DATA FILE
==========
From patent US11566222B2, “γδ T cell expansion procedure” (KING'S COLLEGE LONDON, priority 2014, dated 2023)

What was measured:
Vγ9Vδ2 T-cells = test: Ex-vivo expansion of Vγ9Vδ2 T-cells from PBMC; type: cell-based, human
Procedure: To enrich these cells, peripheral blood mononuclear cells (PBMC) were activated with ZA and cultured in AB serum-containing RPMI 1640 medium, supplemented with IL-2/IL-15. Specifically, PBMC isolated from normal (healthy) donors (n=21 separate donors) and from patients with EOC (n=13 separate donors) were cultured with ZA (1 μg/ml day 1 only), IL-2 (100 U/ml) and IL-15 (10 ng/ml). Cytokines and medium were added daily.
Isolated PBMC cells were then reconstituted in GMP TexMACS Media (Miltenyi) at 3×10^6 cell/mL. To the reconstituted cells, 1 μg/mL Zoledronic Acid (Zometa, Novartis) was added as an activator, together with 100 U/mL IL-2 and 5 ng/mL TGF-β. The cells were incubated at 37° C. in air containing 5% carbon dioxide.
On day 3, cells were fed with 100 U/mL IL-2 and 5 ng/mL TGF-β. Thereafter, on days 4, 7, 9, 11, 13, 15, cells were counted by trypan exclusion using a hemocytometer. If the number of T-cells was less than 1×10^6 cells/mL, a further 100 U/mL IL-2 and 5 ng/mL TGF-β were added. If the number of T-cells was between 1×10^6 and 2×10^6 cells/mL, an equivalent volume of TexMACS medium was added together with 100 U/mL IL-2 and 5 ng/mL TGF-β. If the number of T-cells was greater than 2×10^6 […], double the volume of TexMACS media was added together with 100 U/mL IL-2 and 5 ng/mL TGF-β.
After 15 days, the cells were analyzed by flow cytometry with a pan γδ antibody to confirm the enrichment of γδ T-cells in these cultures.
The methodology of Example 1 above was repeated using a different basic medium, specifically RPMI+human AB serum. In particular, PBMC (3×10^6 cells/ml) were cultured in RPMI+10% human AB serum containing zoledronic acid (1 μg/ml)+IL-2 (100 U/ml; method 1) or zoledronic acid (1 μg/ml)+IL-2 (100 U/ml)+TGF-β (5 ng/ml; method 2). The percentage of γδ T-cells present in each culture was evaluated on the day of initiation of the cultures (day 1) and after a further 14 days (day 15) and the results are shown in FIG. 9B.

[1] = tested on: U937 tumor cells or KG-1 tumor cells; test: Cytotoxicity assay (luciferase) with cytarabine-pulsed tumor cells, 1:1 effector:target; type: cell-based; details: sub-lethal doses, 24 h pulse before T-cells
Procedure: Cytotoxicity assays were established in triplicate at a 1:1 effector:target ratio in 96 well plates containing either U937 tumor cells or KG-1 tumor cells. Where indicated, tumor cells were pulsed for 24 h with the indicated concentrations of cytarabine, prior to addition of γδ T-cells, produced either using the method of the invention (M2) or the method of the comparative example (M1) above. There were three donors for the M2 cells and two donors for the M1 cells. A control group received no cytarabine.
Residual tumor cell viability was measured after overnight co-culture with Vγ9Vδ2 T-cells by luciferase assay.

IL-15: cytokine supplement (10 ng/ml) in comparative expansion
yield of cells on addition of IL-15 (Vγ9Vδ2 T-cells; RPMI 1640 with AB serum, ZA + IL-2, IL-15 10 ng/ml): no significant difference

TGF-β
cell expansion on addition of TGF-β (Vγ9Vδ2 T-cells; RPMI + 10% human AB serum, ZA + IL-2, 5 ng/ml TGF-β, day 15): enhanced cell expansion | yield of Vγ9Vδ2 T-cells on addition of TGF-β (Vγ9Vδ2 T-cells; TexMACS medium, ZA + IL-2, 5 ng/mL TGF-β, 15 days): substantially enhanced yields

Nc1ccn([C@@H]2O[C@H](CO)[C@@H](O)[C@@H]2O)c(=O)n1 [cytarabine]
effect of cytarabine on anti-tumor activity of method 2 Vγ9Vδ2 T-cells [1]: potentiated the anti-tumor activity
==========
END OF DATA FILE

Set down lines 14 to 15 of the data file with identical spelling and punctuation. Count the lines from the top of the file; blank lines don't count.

TGF-β
cell expansion on addition of TGF-β (Vγ9Vδ2 T-cells; RPMI + 10% human AB serum, ZA + IL-2, 5 ng/ml TGF-β, day 15): enhanced cell expansion | yield of Vγ9Vδ2 T-cells on addition of TGF-β (Vγ9Vδ2 T-cells; TexMACS medium, ZA + IL-2, 5 ng/mL TGF-β, 15 days): substantially enhanced yields